Tomi Lahren Has Some ThoughtsTomi Lahren
(The ringer) – Tomi Lahren’s face appears twice its normal size on a massive editing screen. On a dark Dallas soundstage, Lahren is recording one of her signature “Final Thoughts” monologues, the closing segment of her daily television show, Tomi. Her glossy lips twist into a grimace, dark eyelashes press into a glare, and manicured nails jab at the air as words fly out with the velocity of bullets: “Believe it or not, you can be critical of a black person or a black person’s policies without being a racist.”
Just 24 years old and already a viral star of conservative media, Lahren has become known on the right and left alike for her “Final Thoughts.” The target of her ire today is the football player Colin Kaepernick, whose sitting during the national anthem she has previously judged as disrespectful to our country’s police and military. On set, she preaches with increasing urgency to an invisible crowd: “America is great; it’s great for all of us. When we say ‘Make America Great Again,’ we mean enough with this victimhood BS.” The last two letters arrive punctuated with an audible disdain.
Posted later on Facebook, where Lahren has more than 3 million fans, the Kaepernick “Final Thoughts” video received 2.1 million views and was shared 38,000 times within a week (it’s now up to more than 66 million views and 1.5 million shares). Viewers are far more likely to have encountered the commentator in a social media feed than on TheBlaze, the Glenn Beck–founded TV network that hosts Tomi. Her “Final Thoughts” segments have gone viral several times, from one directed at President Obama after a July 2015 shooting in Tennessee to another decrying Beyoncé’s use of Black Panthers iconography during her Super Bowl performance. (Jay Z sampled the latter in a verse on the Pusha T song “Drug Dealers Anonymous.”)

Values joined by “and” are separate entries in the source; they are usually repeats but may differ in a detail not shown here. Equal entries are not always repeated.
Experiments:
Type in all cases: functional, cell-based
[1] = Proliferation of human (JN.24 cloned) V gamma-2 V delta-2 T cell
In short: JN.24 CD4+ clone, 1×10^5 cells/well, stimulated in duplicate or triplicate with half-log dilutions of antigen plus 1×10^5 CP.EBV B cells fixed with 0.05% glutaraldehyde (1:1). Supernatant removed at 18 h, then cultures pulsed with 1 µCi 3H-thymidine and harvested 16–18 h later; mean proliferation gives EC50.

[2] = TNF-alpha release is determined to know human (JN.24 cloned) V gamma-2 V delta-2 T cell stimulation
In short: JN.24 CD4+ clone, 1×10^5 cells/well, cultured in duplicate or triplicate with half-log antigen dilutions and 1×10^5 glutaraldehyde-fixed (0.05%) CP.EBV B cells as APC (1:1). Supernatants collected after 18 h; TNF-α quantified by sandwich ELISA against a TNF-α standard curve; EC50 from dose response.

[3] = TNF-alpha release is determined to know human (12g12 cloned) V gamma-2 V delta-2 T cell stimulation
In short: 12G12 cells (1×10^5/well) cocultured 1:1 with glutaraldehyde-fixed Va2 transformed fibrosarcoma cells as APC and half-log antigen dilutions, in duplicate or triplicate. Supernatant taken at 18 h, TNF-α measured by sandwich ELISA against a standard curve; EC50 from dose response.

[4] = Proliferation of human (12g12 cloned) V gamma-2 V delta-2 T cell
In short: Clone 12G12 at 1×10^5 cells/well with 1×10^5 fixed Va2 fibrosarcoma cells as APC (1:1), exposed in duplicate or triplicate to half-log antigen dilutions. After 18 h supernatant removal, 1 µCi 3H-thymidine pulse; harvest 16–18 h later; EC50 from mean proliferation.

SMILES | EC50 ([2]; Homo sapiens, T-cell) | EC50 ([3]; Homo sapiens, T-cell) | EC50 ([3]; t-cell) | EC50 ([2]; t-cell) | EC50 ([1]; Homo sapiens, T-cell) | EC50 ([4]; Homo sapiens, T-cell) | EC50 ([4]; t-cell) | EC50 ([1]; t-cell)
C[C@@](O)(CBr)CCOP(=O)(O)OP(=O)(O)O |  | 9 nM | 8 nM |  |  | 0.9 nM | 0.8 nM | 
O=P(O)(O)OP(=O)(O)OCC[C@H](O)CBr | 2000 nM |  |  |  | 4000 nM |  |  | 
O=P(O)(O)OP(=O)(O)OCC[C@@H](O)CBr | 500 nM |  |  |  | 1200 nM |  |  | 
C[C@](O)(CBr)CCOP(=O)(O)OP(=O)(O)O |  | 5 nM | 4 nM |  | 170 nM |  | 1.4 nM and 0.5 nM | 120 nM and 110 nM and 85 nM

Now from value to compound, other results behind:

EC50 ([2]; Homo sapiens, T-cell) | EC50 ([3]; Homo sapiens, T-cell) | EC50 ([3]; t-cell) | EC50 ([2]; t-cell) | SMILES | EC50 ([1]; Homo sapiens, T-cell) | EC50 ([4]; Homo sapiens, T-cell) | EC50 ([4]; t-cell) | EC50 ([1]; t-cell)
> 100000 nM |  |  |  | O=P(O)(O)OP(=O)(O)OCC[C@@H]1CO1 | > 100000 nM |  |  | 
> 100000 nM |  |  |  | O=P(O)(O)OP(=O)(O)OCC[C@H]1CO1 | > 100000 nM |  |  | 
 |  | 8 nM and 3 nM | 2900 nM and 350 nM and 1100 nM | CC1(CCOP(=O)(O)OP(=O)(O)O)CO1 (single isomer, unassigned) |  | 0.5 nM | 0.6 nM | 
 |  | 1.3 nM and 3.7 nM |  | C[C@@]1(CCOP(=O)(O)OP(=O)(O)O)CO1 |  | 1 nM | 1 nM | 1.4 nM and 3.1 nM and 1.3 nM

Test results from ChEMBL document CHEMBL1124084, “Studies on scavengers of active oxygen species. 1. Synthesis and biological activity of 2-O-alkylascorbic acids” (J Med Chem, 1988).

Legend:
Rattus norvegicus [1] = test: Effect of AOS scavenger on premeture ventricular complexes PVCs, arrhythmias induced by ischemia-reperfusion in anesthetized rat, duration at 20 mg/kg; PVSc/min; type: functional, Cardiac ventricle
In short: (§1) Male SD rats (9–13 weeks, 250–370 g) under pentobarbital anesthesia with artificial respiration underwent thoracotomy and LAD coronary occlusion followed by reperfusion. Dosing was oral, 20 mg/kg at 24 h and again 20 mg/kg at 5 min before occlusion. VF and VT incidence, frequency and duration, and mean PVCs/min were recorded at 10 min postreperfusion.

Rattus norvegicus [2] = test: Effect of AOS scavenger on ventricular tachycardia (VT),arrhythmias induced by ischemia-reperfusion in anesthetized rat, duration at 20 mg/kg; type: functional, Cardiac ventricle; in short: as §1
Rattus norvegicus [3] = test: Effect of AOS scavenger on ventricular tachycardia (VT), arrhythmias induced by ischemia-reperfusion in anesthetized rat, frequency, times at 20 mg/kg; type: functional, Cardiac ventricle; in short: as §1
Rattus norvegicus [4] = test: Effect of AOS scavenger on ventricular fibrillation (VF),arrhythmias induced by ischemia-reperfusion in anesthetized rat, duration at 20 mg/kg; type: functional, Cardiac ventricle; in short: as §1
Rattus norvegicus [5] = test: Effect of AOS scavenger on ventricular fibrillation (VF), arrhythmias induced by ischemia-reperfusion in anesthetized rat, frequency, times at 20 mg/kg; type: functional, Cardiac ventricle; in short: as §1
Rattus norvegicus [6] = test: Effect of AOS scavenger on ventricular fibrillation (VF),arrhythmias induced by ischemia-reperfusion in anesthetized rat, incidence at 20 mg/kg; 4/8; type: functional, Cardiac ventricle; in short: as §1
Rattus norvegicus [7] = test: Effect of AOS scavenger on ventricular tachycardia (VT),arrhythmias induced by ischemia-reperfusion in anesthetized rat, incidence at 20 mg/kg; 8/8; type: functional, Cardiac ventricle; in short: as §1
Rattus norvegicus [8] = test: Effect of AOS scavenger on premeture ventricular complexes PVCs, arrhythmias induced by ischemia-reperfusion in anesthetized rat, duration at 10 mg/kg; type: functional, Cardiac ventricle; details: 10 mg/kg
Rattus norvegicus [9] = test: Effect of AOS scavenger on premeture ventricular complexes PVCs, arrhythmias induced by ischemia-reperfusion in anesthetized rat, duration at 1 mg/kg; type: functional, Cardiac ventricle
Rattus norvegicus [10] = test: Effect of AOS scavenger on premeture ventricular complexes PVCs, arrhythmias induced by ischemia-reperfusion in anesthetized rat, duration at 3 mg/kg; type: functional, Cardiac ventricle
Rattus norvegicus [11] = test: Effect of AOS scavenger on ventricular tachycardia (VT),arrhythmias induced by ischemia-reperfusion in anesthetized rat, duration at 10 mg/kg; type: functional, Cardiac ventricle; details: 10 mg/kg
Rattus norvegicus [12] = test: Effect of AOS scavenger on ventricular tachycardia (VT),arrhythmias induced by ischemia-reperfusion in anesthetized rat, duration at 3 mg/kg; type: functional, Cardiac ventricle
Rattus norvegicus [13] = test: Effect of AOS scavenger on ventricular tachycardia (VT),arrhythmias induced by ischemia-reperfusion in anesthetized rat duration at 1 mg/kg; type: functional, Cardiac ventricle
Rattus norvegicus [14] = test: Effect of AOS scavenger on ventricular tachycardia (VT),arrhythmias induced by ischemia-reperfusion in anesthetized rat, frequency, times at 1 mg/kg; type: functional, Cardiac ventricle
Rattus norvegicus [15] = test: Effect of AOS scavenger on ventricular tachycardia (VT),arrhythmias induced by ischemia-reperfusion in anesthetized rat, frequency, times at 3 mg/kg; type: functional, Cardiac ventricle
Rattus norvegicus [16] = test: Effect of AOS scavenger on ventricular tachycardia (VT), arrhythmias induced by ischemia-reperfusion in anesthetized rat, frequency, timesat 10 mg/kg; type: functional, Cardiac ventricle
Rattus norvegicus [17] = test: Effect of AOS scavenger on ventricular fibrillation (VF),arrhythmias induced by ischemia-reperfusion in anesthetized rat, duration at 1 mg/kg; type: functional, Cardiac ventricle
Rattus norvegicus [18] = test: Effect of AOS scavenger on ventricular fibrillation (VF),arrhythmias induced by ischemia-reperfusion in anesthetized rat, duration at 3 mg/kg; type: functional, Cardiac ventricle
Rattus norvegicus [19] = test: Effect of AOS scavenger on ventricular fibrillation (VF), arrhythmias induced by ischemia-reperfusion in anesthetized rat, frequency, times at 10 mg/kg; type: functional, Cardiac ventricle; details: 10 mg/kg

In September, The Daily Show’s Trevor Noah described Lahren as “the least woke, most awake person” he had ever seen. Deadspin called her “a Facebook meme come to life.” If attention equals fame on the internet, Tomi Lahren has become genuinely famous during this election cycle. She represents a shift away from partisan political commentary into a heightened, at times angry, and even disturbing level of discourse.
What makes Lahren such a powerful — and, to many, dangerous—pundit is her commitment to reaching her audience online, no matter the platform. Facebook Live, YouTube, Twitter, Instagram: “I love to go direct to viewer, every chance I can get,” she says. “I’m always in the trenches with these people, and I’m happy to be there. This is not a 9-to-5 job.”
Everything about Lahren, from her coiffed image to her impassioned performances and extreme views, seems designed to be amplified by social media, delivering rhetoric that demands to be shared either in horror or support. But never ignored. The “Final Thoughts” clips have become a viral vehicle in an election built as much on memes — Pepe the Frog, debate shoulder-wiggle GIFs, and hot-mic clips — as on policy proposals.